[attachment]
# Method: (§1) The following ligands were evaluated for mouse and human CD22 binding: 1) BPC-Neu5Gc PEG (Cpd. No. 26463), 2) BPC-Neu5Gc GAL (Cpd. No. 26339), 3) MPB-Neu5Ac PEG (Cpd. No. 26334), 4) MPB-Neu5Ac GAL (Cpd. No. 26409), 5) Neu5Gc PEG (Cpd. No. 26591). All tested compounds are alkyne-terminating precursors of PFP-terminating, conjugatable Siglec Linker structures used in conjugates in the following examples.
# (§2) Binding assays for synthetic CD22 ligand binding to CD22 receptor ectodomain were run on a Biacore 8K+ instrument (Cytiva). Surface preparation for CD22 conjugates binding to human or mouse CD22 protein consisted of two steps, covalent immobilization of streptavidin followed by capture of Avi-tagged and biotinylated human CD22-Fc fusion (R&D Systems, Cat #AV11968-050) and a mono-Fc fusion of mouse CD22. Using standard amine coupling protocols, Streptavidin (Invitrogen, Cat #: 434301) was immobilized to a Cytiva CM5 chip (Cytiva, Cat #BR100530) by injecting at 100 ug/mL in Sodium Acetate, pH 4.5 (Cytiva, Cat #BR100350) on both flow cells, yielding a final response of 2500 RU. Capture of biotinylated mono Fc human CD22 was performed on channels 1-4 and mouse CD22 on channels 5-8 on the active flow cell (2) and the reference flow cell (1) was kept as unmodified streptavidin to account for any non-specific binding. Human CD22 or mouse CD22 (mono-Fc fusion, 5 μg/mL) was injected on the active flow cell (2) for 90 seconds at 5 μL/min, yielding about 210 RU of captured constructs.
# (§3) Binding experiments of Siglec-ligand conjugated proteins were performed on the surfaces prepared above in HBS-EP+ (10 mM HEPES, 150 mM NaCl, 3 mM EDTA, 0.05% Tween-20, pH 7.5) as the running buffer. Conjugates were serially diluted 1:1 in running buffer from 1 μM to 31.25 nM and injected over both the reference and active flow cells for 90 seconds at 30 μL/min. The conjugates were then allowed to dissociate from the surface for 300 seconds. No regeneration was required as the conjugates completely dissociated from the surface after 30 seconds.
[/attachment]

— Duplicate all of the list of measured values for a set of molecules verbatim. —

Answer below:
# Method: (§1) The following ligands were evaluated for mouse and human CD22 binding: 1) BPC-Neu5Gc PEG (Cpd. No. 26463), 2) BPC-Neu5Gc GAL (Cpd. No. 26339), 3) MPB-Neu5Ac PEG (Cpd. No. 26334), 4) MPB-Neu5Ac GAL (Cpd. No. 26409), 5) Neu5Gc PEG (Cpd. No. 26591). All tested compounds are alkyne-terminating precursors of PFP-terminating, conjugatable Siglec Linker structures used in conjugates in the following examples.
# (§2) Binding assays for synthetic CD22 ligand binding to CD22 receptor ectodomain were run on a Biacore 8K+ instrument (Cytiva). Surface preparation for CD22 conjugates binding to human or mouse CD22 protein consisted of two steps, covalent immobilization of streptavidin followed by capture of Avi-tagged and biotinylated human CD22-Fc fusion (R&D Systems, Cat #AV11968-050) and a mono-Fc fusion of mouse CD22. Using standard amine coupling protocols, Streptavidin (Invitrogen, Cat #: 434301) was immobilized to a Cytiva CM5 chip (Cytiva, Cat #BR100530) by injecting at 100 ug/mL in Sodium Acetate, pH 4.5 (Cytiva, Cat #BR100350) on both flow cells, yielding a final response of 2500 RU. Capture of biotinylated mono Fc human CD22 was performed on channels 1-4 and mouse CD22 on channels 5-8 on the active flow cell (2) and the reference flow cell (1) was kept as unmodified streptavidin to account for any non-specific binding. Human CD22 or mouse CD22 (mono-Fc fusion, 5 μg/mL) was injected on the active flow cell (2) for 90 seconds at 5 μL/min, yielding about 210 RU of captured constructs.
# (§3) Binding experiments of Siglec-ligand conjugated proteins were performed on the surfaces prepared above in HBS-EP+ (10 mM HEPES, 150 mM NaCl, 3 mM EDTA, 0.05% Tween-20, pH 7.5) as the running buffer. Conjugates were serially diluted 1:1 in running buffer from 1 μM to 31.25 nM and injected over both the reference and active flow cells for 90 seconds at 30 μL/min. The conjugates were then allowed to dissociate from the surface for 300 seconds. No regeneration was required as the conjugates completely dissociated from the surface after 30 seconds.